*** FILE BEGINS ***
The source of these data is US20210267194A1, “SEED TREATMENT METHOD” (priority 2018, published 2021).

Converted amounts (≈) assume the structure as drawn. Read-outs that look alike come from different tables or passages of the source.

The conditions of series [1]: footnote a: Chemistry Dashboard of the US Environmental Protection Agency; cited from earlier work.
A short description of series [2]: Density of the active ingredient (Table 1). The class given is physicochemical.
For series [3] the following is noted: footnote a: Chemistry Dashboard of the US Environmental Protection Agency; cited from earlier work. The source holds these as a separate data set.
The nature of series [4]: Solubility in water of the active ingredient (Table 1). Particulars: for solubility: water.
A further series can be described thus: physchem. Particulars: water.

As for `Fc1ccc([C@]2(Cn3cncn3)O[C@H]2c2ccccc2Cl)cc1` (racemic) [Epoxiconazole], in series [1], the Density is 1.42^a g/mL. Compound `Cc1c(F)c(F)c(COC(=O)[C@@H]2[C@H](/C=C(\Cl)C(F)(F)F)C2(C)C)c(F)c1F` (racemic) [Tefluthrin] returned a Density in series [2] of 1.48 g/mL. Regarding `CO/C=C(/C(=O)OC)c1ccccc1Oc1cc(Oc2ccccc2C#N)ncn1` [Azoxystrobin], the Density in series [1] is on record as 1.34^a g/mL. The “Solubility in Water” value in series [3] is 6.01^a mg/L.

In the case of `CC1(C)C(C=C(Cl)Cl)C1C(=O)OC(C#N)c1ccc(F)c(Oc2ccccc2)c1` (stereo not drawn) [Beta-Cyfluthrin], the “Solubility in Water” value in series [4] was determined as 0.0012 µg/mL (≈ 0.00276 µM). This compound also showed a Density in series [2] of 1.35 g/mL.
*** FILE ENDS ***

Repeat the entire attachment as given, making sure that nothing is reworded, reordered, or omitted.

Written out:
The source of these data is US20210267194A1, “SEED TREATMENT METHOD” (priority 2018, published 2021).

Converted amounts (≈) assume the structure as drawn. Read-outs that look alike come from different tables or passages of the source.

The conditions of series [1]: footnote a: Chemistry Dashboard of the US Environmental Protection Agency; cited from earlier work.
A short description of series [2]: Density of the active ingredient (Table 1). The class given is physicochemical.
For series [3] the following is noted: footnote a: Chemistry Dashboard of the US Environmental Protection Agency; cited from earlier work. The source holds these as a separate data set.
The nature of series [4]: Solubility in water of the active ingredient (Table 1). Particulars: for solubility: water.
A further series can be described thus: physchem. Particulars: water.

As for `Fc1ccc([C@]2(Cn3cncn3)O[C@H]2c2ccccc2Cl)cc1` (racemic) [Epoxiconazole], in series [1], the Density is 1.42^a g/mL. Compound `Cc1c(F)c(F)c(COC(=O)[C@@H]2[C@H](/C=C(\Cl)C(F)(F)F)C2(C)C)c(F)c1F` (racemic) [Tefluthrin] returned a Density in series [2] of 1.48 g/mL. Regarding `CO/C=C(/C(=O)OC)c1ccccc1Oc1cc(Oc2ccccc2C#N)ncn1` [Azoxystrobin], the Density in series [1] is on record as 1.34^a g/mL. The “Solubility in Water” value in series [3] is 6.01^a mg/L.

In the case of `CC1(C)C(C=C(Cl)Cl)C1C(=O)OC(C#N)c1ccc(F)c(Oc2ccccc2)c1` (stereo not drawn) [Beta-Cyfluthrin], the “Solubility in Water” value in series [4] was determined as 0.0012 µg/mL (≈ 0.00276 µM). This compound also showed a Density in series [2] of 1.35 g/mL.